This story is set in Zimbabwe and tells the tale of two sisters who lived in a small village with their father, Mufaro. Manyara was selfish and unkind and Nyasha was loving and kindhearted. The King of a city not too far away sent a message that he was looking for a wife. Mufaro decided that his two daughters would go to the city so the King could choose between them. Of course, Manyara wanted to be chosen, so she left the night before the planned departure so she could ensure the King met her first. On her journey through the forest she met a small boy who asked her for food. She was mean to him telling him that she would soon be queen and had only enough food for herself. She then met an old woman who warned her not to laugh at the trees up ahead, though they would laugh at her. She also told her to say good morning to the old man who would be holding his head in his hand. Manyara did the opposite of all she had been told.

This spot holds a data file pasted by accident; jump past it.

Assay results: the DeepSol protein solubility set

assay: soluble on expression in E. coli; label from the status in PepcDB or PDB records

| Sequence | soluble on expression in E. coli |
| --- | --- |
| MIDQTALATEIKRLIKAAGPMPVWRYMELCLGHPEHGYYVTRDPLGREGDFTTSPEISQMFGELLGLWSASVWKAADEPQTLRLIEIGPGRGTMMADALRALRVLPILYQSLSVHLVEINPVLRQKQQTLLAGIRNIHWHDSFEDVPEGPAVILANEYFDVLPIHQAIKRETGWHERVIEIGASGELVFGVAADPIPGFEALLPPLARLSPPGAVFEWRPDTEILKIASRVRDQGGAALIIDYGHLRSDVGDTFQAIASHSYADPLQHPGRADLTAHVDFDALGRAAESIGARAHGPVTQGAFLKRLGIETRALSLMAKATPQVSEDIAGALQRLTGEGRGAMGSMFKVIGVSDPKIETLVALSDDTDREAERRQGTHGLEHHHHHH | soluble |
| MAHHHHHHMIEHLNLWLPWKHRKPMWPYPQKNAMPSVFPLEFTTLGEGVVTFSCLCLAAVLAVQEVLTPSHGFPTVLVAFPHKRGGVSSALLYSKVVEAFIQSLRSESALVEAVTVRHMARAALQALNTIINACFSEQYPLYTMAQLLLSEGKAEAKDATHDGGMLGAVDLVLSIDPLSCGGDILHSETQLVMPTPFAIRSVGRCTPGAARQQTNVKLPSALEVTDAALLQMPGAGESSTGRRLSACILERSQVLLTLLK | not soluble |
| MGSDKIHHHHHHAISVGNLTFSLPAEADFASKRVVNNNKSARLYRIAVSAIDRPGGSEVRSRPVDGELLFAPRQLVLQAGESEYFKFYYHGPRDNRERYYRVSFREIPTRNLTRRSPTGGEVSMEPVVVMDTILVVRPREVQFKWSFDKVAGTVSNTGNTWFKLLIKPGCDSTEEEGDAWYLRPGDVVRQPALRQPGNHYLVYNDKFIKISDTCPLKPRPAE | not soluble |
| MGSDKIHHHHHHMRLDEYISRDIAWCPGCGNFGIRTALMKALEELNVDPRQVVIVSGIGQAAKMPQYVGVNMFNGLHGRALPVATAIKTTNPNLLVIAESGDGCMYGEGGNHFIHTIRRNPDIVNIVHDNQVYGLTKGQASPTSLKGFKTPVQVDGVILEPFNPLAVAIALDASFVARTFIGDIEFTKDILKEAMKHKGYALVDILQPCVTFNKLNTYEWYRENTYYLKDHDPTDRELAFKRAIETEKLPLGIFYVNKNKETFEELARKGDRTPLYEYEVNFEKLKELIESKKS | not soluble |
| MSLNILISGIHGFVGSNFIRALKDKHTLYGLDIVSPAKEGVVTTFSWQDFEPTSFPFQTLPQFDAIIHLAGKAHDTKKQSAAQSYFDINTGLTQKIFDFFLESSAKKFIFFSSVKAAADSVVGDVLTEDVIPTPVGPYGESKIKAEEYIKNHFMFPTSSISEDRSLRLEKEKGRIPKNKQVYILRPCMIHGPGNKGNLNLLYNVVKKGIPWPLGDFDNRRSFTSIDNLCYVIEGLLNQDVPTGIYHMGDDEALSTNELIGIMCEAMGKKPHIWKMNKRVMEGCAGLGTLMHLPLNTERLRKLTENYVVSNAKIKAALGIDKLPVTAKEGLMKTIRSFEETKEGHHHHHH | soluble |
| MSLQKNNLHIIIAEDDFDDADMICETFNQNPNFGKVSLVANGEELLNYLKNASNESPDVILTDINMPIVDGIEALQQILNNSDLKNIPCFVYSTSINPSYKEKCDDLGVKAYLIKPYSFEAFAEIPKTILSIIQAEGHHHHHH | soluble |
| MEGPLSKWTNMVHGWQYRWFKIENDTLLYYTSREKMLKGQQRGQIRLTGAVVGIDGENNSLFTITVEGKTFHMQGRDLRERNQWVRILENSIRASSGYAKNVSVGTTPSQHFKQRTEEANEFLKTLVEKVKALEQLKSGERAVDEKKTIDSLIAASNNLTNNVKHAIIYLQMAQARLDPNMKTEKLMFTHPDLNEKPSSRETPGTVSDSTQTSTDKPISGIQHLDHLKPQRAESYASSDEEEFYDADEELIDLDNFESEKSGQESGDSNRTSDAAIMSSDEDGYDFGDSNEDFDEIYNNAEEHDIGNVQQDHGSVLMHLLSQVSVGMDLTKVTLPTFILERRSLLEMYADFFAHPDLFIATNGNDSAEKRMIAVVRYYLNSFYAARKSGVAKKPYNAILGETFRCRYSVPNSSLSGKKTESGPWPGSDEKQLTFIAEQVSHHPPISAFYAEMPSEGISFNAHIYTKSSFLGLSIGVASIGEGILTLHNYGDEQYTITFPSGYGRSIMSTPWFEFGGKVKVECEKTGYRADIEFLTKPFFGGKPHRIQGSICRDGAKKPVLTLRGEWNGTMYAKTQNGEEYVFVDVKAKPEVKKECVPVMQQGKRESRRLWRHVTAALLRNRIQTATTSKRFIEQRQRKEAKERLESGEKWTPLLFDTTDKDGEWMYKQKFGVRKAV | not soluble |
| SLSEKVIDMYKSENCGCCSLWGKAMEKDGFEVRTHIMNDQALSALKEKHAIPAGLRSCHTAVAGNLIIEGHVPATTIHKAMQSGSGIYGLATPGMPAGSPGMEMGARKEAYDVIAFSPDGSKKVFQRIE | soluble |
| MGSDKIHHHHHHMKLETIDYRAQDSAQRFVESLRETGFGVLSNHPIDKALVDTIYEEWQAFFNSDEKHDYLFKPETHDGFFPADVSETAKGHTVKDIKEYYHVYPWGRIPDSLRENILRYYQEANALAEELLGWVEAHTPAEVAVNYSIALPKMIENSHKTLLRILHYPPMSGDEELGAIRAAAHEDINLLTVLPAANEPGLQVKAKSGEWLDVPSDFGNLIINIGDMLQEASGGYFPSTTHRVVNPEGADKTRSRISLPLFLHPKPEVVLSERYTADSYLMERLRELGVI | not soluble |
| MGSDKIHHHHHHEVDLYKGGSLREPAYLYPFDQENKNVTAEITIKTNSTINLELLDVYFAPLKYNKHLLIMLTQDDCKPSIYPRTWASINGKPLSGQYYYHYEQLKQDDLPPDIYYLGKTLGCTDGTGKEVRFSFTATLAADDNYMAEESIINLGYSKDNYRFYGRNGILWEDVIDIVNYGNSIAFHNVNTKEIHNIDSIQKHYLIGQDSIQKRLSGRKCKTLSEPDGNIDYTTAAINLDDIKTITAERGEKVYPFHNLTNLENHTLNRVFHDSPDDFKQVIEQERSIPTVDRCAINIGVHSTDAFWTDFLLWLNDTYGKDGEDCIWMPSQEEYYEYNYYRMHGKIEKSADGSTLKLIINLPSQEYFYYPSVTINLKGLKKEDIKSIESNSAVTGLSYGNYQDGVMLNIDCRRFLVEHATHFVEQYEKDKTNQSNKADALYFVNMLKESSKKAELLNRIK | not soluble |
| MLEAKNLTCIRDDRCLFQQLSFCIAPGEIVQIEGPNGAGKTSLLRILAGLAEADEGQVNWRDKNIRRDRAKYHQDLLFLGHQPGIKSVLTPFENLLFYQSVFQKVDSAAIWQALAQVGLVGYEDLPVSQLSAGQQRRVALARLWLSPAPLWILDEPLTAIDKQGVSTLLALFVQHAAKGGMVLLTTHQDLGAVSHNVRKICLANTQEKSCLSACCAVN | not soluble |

Meanwhile, after discovering that Manyara had left before them, Nyasha , her father and the other villagers left on their journey to the city. Nyasha saw the same little boy and before he could even ask she fed him. She also encountered the old woman, who gave her directions and she offered the old woman a sack of pumpkin seeds. When she finally saw the city she was in awe and became very excited to see the King.